Importantly, the establishment of the Japan Foundation in 1972, and its crucial decision to be guided by an American advisory committee, led to the greater credibility of and respect for Japanese research. Professor Pharr's first position, after receiving her doctorate from Columbia University, was at the Social Science Research Council, where she consulted with Japan Foundation delegates on how to structure the latter's operations. She argues that its investment in faculty expansion grants allowed universities to create Japan-related positions, including at University of Wisconsin-Madison, where Professor Pharr subsequently taught. These efforts not only supported Japanese research, but also introduced thousands of American university students to Japanese politics, business, society, and culture.
The second pillar is Japan and Japan-America societies. Their number―now at 37 in the United States―has tripled since the late-1970s, and they serve a vital educational and networking role for Americans interested in Japan. Some events, such as the hosting of Noh dramas and tea ceremonies, showcase Japanese history, while those like obento-making classes and film festivals publicize newer trends. This mixture of traditional and contemporary programs has provided an entry point for a wide range of Japanophiles, ensuring the continuing relevance of Japanese culture in the United States.
The third pillar is the support of the Japanese business sector, particularly for Japanese studies at American universities. While the government often made early seed grants, these were followed by generous waves of corporate-giving. Professor Pharr notes that firms could have chosen a more visible publicity route, such as increasing television or print advertisement. Instead, both multinationals and smaller firms took the gradualist route of investing in higher education, including for academic events and student scholarships. Corporate support was particularly valuable when political relations between the countries cooled, such as during the trade conflicts of the 1980s. The early beneficiaries of these investments, notably young students with knowledge of and affinity of Japan, have become the business and political leaders today, further cementing the two countries' relationship.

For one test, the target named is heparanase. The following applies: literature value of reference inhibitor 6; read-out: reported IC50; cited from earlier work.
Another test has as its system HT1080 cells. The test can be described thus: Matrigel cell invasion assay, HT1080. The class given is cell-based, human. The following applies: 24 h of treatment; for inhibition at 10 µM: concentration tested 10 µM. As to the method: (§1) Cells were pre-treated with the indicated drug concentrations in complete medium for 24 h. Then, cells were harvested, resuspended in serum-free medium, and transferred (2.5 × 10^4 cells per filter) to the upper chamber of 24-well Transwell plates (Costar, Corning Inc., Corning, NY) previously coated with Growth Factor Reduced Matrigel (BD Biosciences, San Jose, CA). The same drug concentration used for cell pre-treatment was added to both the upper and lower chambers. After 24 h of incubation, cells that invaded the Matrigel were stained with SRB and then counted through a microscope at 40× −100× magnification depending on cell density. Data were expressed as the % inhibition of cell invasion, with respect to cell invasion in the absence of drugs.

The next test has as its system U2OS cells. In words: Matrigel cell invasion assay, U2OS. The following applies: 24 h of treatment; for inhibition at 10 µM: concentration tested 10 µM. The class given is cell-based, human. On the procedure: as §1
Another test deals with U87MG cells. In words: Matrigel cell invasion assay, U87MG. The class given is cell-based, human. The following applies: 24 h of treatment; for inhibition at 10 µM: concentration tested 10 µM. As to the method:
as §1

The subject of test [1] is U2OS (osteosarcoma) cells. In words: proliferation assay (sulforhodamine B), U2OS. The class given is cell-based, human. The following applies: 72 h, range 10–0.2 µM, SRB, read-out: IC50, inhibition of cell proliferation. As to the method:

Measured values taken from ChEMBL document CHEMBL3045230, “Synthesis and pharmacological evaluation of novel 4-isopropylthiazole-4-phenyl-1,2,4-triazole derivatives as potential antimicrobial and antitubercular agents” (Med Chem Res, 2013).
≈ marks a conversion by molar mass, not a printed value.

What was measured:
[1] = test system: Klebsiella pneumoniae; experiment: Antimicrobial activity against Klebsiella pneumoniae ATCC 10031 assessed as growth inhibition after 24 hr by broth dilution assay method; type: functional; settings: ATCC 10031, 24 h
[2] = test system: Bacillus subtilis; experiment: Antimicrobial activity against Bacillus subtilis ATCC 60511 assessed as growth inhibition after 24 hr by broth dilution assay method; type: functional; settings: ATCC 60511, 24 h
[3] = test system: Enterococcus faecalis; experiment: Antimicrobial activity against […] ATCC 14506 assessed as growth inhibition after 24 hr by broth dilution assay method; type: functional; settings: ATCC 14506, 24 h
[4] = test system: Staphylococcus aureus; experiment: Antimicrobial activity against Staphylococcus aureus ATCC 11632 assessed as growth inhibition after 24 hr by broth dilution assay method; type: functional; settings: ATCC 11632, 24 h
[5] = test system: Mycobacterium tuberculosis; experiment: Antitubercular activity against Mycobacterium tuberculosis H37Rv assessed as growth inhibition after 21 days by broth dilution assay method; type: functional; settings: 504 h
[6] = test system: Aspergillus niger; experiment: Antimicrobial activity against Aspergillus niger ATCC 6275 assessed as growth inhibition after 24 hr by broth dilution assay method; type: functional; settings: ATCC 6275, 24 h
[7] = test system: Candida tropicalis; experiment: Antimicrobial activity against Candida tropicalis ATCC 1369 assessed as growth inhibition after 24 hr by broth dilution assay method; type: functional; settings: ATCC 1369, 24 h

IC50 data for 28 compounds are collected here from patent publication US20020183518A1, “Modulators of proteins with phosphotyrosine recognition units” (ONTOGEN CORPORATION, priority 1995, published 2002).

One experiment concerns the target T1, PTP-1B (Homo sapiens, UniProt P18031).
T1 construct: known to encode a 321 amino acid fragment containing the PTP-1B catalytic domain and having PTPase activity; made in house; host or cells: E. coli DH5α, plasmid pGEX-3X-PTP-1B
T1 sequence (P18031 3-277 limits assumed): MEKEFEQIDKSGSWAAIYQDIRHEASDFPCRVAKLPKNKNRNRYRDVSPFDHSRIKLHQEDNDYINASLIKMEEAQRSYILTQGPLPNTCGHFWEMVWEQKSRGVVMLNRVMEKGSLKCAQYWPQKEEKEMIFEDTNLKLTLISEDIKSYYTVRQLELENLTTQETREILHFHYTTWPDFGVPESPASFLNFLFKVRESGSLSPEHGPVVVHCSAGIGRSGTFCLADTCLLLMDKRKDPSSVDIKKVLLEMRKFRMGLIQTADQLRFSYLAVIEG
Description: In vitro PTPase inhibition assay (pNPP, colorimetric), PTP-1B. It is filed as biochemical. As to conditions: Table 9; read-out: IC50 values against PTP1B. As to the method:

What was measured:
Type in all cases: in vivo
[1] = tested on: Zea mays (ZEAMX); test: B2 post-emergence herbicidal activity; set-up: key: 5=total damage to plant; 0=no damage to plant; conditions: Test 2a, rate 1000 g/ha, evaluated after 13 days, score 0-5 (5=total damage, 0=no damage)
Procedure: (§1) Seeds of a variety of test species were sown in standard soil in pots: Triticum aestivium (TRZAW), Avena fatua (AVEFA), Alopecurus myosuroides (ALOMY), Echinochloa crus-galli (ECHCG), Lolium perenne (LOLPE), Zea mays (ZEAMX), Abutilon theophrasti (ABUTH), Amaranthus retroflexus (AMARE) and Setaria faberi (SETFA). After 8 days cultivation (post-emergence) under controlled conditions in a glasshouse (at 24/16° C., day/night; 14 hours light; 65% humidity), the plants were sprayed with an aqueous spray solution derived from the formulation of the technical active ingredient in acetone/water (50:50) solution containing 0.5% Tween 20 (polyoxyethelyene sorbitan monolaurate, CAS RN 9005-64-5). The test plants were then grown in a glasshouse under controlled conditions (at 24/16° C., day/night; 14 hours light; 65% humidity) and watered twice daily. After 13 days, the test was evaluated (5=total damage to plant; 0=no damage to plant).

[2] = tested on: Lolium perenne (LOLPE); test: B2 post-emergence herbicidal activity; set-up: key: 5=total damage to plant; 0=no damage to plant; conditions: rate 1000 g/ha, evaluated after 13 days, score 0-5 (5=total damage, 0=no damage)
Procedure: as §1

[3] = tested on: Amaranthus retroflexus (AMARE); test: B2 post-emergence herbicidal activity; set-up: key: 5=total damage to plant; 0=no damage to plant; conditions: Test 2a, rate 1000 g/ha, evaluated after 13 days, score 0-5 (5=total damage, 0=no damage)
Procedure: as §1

These synergistic investments by the government, parastatals like the Japan Foundation, and the business community were invaluable to the improvement of American public opinion towards Japan. In the last two decades, Japanese efforts have become even more varied, extending outside of elite universities and coastal hubs in Boston, New York, Washington D.C., and San Francisco. Corporations have directed their investments to the American South, where Japanese factories have blossomed and are now embedded in the local socioeconomic fabric. Philanthropic giving to programs without an explicitly Japanese component, such as to the National Museum of African American History and Culture, and sponsorship of "Main Street" events like NASCAR, have built up a reservoir of goodwill where more conventional public relations efforts may have failed.